Feedback: Direct, Specific, Clear

“We all need people who will give us feedback. That’s how we improve.” – Bill Gates

Feedback is a really idownloadmportant factor no matter the environment that we are in; it is the coaching along the way that helps us improve from bad to good and good to fantastic.

When I was around 10 years old, I quit playing the piano. The feedback that I got from my highly trained, but young and inexperienced teach was so overwhelming. There was always so much correction, pressure and expectations – it was difficult to process. Six years later, I returned to playing the piano with a more experienced coach. I learned to appreciate the process of learning how to string the notes together – first by measure, then increasing the tempo and last, perfecting the phrasing. Granular feedback had turned me into a confident pianist.

In order to coach others into their full potential just as I was, I believe that there are three simple rules to follow.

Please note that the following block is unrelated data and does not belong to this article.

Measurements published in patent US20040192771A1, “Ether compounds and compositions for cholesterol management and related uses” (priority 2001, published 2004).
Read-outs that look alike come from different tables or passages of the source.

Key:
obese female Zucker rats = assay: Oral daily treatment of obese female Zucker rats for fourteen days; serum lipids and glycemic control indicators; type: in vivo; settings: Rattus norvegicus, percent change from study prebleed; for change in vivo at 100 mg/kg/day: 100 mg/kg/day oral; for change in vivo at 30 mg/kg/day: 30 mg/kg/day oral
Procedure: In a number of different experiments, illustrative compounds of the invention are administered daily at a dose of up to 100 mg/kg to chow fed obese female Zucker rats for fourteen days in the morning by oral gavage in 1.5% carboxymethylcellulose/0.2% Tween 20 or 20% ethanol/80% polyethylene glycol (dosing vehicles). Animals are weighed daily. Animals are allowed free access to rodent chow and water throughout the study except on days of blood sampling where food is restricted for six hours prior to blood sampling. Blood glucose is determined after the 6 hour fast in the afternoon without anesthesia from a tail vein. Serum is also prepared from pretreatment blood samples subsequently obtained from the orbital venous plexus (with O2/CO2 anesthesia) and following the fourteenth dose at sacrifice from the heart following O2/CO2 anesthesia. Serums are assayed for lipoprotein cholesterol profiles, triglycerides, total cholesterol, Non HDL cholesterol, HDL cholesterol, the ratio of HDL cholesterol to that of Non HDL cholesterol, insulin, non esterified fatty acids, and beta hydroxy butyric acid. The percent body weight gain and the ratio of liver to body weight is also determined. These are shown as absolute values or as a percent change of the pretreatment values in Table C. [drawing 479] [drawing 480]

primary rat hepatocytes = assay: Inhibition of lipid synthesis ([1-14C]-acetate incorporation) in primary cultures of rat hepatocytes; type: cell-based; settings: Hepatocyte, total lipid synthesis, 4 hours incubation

Be Direct: People sugarcoat areas that need improvement, but really you need to tell them how it is – that is what is truly valuable. Of course, show sensitivity while delivering the facts. Something that might help you is by asking permission such as, “May I give you an observation that may bother you?” They will automatically convert into learning mode and be ready to hear you. Lastly, as always, present it in a positive framework that is aimed at them improving themselves rather than comparing to a quantity or measurement.

Be Specific: The least effective feedback is when it is generalized. Use a recent instance and talk about the effect that it had on the team or their performance. Provide this kind of feedback privately because a confidential conversation makes hearing these tough truths easier. They will focus on your words instead of worrying about what everyone else is thinking.

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Be Clear: If the feedback is serious enough that they risk losing their position, then say it in a non-threatening way. Give them time frames for improvement, measurable ways to improve and schedule a follow up. So basically, don’t skip to the punch line.

The wonderful thing about being in management is watching others grow. You are not the solo performer; you need the rest of your team there. Yes, giving feedback can be difficult, but it is as vital as deciding whom to hire, to promote and even to let go. Be the leader that keeps confidences, removes obstacles and notices what can be improved. That is the kind of piano coach I had and the one that I aim to be.

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